How often do you find yourself thinking about nipple discharge? If the answer to this is “never,” that’s okay. And, if your answer is “all the time,” that’s also totally fine. Nipple discharge is pretty much one of those things that you only think about when you have to, AKA when you, yourself, find it happening to you and immediately take to Google to figure out if it means that your end is nigh.
Now, to be quite frank, unexpected nip discharge can be a little scary. Discharge in general is kind of unsettling, no matter what, um, orifice it comes from. So, when it comes from an unexpected one, it can bring up some weird feelings. But it doesn’t necessarily mean that something bad is going on with your body. But what does it mean? To find out–and stop freaking out–check out everything you need to know about nipple discharge right here:
What do you mean, exactly, by “nipple discharge?”
Nipple discharge, per the Mayo Clinic, is “any fluid that seeps out of the nipple of the breast.” Typically, it’s white, pus-colored, or pinkish, and can either come out of the boobs through pressure from squeezing or on its own.
Does having nipple discharge mean that I’m pregnant and beginning to lactate?
Well, what does it mean, then?
In most cases? Not all that much. You have about 15-20 ducts in each of your nipples, each of which could be filled with fluid that could come out if you squeeze it. This is especially likely if your hormones are fluctuating (which is likely during puberty), have a breast injury, a breast infection, are on a new medication, or have been experiencing more nipple simulation than usual.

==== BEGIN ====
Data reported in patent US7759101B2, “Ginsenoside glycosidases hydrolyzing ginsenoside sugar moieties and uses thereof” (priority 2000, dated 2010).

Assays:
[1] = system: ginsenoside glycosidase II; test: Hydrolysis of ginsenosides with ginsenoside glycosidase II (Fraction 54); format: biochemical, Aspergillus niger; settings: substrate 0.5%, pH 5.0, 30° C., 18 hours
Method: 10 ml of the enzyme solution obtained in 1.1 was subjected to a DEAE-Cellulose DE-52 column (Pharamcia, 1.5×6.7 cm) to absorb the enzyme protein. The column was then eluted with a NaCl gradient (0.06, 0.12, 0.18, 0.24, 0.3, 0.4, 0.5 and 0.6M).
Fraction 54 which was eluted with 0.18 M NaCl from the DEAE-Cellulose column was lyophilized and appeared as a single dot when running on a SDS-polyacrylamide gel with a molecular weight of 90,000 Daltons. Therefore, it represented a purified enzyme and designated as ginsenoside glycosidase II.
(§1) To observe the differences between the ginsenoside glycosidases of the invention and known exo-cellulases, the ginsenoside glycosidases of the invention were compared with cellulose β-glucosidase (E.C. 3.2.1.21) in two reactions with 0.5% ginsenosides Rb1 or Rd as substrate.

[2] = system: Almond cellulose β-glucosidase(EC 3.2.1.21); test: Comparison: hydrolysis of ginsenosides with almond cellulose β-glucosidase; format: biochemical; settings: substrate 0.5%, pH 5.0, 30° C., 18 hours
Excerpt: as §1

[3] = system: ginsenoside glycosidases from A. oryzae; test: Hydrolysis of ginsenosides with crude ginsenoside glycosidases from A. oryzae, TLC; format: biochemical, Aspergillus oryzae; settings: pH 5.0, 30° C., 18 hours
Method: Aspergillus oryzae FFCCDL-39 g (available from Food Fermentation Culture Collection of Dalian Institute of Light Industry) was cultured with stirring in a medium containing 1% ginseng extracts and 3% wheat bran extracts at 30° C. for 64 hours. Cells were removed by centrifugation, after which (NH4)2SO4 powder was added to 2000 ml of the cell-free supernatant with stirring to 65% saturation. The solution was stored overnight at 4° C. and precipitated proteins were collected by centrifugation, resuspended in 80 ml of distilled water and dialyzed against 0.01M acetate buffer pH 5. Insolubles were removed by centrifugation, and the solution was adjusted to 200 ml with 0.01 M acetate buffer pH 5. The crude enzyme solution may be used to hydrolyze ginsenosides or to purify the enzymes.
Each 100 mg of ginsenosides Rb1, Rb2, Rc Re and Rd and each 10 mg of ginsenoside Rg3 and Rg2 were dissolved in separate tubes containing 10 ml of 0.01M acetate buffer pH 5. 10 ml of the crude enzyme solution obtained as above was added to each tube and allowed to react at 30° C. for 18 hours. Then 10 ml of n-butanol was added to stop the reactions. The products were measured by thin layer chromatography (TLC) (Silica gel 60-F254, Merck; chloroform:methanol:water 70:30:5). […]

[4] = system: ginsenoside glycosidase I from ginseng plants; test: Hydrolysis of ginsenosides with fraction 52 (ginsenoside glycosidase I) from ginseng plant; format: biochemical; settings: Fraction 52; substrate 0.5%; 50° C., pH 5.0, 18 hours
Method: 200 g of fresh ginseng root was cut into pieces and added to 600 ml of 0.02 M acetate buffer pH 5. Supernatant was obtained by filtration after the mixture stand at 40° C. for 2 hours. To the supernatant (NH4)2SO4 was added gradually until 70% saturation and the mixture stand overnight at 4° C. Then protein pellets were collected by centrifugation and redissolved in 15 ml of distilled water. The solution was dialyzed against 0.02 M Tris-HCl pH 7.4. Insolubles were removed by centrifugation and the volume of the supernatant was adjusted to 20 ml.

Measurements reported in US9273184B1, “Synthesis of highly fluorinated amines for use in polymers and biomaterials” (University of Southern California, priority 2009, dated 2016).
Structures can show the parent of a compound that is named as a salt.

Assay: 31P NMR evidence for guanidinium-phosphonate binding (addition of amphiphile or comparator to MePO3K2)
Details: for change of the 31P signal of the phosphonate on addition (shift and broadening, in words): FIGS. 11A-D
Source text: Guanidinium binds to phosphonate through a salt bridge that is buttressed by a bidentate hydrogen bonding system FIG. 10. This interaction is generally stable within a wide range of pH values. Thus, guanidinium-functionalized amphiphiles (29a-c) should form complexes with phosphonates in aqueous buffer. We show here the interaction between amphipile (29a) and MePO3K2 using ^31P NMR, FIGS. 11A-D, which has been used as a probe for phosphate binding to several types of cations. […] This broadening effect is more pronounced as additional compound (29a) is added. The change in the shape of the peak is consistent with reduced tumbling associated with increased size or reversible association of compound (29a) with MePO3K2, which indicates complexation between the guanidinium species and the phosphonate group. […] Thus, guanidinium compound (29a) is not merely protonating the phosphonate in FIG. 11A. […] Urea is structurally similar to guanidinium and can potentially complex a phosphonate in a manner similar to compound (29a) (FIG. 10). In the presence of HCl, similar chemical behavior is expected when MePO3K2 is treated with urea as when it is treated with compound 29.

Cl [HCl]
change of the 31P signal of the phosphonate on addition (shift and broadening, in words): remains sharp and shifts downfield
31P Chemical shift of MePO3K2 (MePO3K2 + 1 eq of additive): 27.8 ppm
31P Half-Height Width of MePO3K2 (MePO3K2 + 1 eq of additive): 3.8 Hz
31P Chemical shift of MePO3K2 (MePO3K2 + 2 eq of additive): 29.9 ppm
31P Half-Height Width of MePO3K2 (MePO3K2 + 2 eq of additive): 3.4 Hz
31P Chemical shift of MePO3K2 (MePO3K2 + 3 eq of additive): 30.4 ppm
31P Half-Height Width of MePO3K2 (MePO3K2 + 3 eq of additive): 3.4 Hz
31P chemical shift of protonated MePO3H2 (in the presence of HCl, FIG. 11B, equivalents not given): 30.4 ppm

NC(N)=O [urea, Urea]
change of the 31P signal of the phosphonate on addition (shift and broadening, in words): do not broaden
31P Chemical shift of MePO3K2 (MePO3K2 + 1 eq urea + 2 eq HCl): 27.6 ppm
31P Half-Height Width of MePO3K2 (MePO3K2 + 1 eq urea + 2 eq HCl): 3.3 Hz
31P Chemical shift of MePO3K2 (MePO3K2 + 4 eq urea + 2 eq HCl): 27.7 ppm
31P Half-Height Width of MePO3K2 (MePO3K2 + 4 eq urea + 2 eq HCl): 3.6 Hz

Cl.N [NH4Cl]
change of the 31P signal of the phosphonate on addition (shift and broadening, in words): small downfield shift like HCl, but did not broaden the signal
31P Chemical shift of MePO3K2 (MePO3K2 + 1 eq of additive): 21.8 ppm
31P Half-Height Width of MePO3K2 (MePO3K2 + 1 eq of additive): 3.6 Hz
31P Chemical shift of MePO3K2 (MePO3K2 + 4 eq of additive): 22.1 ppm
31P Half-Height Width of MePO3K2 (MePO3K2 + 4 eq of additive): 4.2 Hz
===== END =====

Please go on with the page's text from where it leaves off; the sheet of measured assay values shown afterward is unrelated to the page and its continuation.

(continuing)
It can also sometimes be a sign of breast cancer, but, usually, that’s not the case.
What should I do about it?
If you only notice discharge when you squeeze your boobs, just try not to squeeze your boobs. I get that this is like resisting the urge to pick at a pimple, which can be hard, but most types of nipple discharge will stop if you stop squeezing your breasts. If the discharge happens on its own, don’t freak out–just start paying attention to the color of the discharge, how often it happens, when it happens, and if any other symptoms (like breast tenderness, a headache, etc.) go alone with it.
Is there ever a time when I should be worried about it?
Nipple discharge is not always a sign of something more serious. There are, however, some symptoms that go along with nipple discharge that you should be wary of. The first is the color of the discharge–if it’s bloody or clear, that can be a warning sign. The other thing to look out for is whether the discharge occurs when you squeeze your breasts, or if the discharge is spontaneous. Spontaneous, bloody, or clear discharge can be a sign of breast cancer or a breast infection.
Of course, as is always the case with all medical-type advice on this site, I am very much not a doctor. Because of this, I cannot tell you for sure what nipple discharge may or may not mean for you. What I can tell you, however, is that if there is any discharge coming out of your boobs, your best bet is to see a doctor. It’s probably nothing, but they’ll be able to assuage any concerns you may have once and for all.
Do you have nipple discharge? Do you have any other questions about it? Has the word “discharge” lost all meaning for you now, too? Let us know in the comments!